It’s the team-up no one really wanted to see. The traditional flu season and COVID-19. Their co-existence could mean major trouble.
“That’s what we’re all just waiting to see,” says Dr. Tina Stefanski. “What happens when we see the flu and COVID at the same time.”
Just the flu by itself is problem enough. According to the CDC (Centers for Disease Control), in the last 10 years, 360,000 people died from the flu.. just the flu, all by itself, with no help from the Coronavirus. And now? This double-dose poses all kinds of questions.
“Because you can have the flu or be infected with both,” begins Stefanski, “and we don’t know what kind of clinical picture that will be right, what that will do to someone’s health.”
Typical symptoms of the flu are fever, cough, shortness of breath, fatigue and a runny nose. But wait: Those symptoms reflect COVID-19 as well. So is it the flu? Or is it COVID-19? Is there a way to tell the difference?
“That’s a really, really hard one,” answers Stefanski honestly.
One key distinction may be how quickly a particular health storm hits your body, how quickly you feel the effects. “Sudden onset. That’s really usually a tell-tale sign of the flu,” explains Stefanski. “It usually just hits you, and suddenly you develop these symptoms.”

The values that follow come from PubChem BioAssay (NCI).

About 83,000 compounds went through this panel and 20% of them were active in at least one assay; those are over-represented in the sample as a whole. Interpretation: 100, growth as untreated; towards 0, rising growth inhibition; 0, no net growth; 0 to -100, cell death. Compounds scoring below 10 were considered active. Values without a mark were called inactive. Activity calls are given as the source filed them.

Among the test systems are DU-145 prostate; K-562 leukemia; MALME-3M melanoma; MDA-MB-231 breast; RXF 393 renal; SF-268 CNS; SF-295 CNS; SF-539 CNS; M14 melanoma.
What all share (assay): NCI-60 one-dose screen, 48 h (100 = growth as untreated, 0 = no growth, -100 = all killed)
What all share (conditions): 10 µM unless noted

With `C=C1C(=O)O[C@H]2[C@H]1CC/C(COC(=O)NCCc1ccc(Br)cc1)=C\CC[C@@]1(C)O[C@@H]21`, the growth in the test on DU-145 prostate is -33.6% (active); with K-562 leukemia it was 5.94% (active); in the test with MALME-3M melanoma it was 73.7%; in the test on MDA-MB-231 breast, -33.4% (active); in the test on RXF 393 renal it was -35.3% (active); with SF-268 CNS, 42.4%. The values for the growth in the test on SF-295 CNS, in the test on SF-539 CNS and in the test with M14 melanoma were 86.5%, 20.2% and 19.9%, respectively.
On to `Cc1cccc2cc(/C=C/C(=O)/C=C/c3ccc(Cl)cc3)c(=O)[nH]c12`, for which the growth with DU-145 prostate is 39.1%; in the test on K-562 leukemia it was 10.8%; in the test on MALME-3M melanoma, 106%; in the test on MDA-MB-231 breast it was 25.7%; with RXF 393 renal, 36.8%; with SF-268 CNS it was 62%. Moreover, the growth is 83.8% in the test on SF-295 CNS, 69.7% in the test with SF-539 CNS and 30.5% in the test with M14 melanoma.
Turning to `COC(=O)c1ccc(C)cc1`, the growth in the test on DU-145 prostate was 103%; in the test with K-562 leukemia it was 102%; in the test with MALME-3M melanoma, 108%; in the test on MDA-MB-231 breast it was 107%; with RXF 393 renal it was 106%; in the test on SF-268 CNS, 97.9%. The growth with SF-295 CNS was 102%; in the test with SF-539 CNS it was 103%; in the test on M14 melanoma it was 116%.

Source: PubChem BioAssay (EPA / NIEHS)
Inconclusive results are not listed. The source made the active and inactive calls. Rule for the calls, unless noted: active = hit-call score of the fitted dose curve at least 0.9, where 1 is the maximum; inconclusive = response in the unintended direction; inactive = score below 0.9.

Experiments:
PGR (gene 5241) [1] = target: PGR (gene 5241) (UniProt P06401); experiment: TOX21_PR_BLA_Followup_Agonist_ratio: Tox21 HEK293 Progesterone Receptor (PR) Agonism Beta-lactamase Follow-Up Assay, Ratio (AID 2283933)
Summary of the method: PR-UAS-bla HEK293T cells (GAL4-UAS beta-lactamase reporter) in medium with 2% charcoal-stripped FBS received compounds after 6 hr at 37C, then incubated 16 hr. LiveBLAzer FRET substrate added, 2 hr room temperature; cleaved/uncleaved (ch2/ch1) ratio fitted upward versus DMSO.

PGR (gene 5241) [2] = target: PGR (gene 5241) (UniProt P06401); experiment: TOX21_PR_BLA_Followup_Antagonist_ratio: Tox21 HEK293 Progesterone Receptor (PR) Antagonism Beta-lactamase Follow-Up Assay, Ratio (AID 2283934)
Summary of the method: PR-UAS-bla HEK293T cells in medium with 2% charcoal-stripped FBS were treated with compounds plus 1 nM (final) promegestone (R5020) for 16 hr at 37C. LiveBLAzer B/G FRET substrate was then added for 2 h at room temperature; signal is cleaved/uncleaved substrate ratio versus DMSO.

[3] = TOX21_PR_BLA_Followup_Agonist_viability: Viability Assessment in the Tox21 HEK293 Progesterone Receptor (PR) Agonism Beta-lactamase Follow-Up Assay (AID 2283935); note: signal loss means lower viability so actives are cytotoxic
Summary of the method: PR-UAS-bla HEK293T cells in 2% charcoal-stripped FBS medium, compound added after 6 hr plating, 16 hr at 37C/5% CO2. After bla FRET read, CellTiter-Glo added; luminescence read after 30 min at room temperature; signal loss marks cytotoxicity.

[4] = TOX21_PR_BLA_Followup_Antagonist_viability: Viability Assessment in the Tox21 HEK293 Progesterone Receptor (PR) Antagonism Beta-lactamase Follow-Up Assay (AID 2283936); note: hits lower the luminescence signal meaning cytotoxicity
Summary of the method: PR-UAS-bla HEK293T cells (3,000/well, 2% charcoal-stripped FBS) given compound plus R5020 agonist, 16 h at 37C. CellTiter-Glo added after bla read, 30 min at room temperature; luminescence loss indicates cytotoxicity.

COVID-19, on the other hand, often starts with someone just feeling out of sorts, before it really strikes. “With COVID, we’re starting to hear, ‘haven’t been feeling good for a couple of days’.”
Stefanski says there are some common sense things to think about such as: What’s typical for this particular adult or child? Does he or she typically get headaches? Does he or she typically get allergies at a certain time of the year? Then there’s a good chance it might just be that person’s ‘normal’, and NOT COVID-19 or the flu. “Trying really hard to figure out if the child normally has allergies a certain time of the year, then that might be the case if they don’t have any known risk of exposure.”
With COVID everywhere, and the flu about to run alongside, what’s her best advice? “Get your flu shot so you’ll be less likely to get the flu,” Stefanski quickly offers.
And that way, Stefanski says there’s a good chance the flu vaccine will cut down on the number of opponents you and your body have to face.
“So, you try to eliminate at least one viral infection, so it’s great for you and the community and the school.”
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